This page is my overview of backpacking Guatemala, covering the country, some tips, general things to know, transport and accommodation options, general costs and my experience of the country.
Backpacking Guatemala is without a doubt an incredible experience. Not only is it seeped in Mayan history and tradition but it’s color and vibrancy will just captivate you. Guatemala is a true backpacker experience from the rain forests and Mayan temples in the north or the Volcanoes in the south. (Which many are very active still)
However that’s not all this vibrant country has to offer, Guatemala is basically a playground for the adventurous with two thirds of the country covered in mountains there are so many hidden gems that will make you feel like Indiana Jones. Backpack through Guatemala and you will discover mountains, jungles, Mayan temples and ruins, caves, sinkholes, caverns, underground rivers, amazing waterfalls, active volcanoes and amazing people who still live in traditional ways. But, if you’re not looking for adventure and just want to relax through your time, don’t worry Guatemala is quite slow paced and there are some amazing lakes you can relax on.
A few tips:
- If visiting Tical go early morning to avoid hoards of tourists.
- Shop around for tours, be confident to haggle between tour companies. However you will find different tour companies are run through the same operator.
- The food at the night market in Flores is amazing.
- A straight trip from Flores to Antigua is a mammoth journey, break it up and stop over in Semuc champey.
- The coffee in Guatemala is the best coffee I’ve drank.
- Ride a chicken bus.
- It’s well worth doing a volcano climb, there’s a chance you will get to see one erupt.
Some things to be wary of:
- If traveling into Guatemala on land from Belize be very vigilant and check they have stamped you in properly. (I along with 25 other people got scammed and didn’t realize until I left the country.)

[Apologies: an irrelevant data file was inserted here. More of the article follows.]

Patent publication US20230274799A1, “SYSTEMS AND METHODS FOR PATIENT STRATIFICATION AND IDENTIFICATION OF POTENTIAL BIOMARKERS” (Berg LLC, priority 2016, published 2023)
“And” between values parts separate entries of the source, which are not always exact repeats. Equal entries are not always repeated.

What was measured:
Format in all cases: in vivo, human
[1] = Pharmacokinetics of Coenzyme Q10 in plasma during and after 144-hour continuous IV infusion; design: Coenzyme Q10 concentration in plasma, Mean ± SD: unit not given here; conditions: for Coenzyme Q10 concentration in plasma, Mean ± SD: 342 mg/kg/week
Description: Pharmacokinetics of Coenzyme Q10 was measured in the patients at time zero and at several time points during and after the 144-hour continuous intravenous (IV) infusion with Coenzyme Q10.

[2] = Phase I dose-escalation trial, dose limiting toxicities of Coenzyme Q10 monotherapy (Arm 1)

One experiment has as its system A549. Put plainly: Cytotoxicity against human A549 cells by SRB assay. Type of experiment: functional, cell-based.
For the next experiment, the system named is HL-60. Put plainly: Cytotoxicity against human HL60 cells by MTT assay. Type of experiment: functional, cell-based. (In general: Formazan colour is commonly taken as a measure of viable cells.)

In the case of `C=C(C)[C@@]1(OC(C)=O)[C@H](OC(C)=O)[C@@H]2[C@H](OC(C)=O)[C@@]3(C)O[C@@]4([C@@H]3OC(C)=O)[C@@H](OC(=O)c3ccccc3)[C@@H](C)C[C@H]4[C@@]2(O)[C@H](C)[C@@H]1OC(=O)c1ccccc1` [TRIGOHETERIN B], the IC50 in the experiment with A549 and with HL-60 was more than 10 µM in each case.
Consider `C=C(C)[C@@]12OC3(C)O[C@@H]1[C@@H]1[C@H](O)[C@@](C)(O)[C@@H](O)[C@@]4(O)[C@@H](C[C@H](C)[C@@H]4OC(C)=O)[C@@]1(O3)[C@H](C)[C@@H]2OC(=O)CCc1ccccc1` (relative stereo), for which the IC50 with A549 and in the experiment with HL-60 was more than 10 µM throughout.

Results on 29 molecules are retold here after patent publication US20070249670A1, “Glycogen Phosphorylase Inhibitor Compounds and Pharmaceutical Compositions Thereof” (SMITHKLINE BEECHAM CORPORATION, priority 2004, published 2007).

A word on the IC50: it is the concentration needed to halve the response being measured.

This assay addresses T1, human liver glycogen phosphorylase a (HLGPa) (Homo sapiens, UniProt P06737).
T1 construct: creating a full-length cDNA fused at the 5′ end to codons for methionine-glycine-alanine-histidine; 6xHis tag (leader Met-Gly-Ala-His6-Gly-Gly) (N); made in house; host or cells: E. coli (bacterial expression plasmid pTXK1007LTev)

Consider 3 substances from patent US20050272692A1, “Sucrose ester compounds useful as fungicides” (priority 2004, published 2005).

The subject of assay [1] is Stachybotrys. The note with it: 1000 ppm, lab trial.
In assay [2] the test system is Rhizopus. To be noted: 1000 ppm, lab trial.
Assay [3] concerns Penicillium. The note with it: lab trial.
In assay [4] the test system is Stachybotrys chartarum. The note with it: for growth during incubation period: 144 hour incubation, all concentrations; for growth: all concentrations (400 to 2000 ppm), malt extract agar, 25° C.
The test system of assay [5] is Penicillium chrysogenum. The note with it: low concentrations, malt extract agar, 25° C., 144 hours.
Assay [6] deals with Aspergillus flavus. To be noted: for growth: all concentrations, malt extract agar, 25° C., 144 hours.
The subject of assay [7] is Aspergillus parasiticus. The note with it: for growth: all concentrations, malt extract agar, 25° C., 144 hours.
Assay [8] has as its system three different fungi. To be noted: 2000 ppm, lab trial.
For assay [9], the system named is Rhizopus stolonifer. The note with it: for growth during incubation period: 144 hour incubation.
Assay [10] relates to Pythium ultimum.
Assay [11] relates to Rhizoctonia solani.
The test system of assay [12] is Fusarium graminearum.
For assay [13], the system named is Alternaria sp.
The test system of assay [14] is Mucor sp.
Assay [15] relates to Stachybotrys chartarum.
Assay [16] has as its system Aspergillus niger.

- You will be hounded by tour operators when arriving into Flores, they will charge you more for trips to Tical and lake trips than on the actual Island.
- Keep personal belongings safe, especially on local transport Guatemala is generally safe but there is some crime.
- While Guatemala is generally a safe country be very careful in Guatemala city, it’s not the friendliest of places.
Basic things to know:
Official language spoken: Spanish
Is English Spoken: Very basic
Currency: Guatemalan quetzal
Backpacking Guatemala is: Cheap
To check live exchange rate click here XE.com
No visa needed for British tourists for stay of up to 90 days. GOV.UK for more information
However make sure you get an entry and exit stamp in your passport at the border.
Check if your nationality needs a visa for Guatemala here
Things to know when budgeting for Guatemala:
Generally Guatemala is a good country to travel on a tight budget, however how much you’ll need depends on how adventurous you are. If you are planning on seeing every Mayan temple, doing all adventure sports you can and climb volcanoes you’re going spend a lot.
Activities and tours will eat into your budget as some can be quite expensive, especially ones that are popular with holiday tourists like Tical. Saying that there are others you can find for a fraction of the price. Guatemala is full of hidden gems, ones that you’ll here from word of mouth from other backpackers as you make your way through the country.
Transport and Accommodation are quite fair in price, your biggest transport expense will be traveling from Flores down to Coban or all the way to Antigua; or vice-versa. Accommodation prices are quite fair in comparison to countries like Mexico.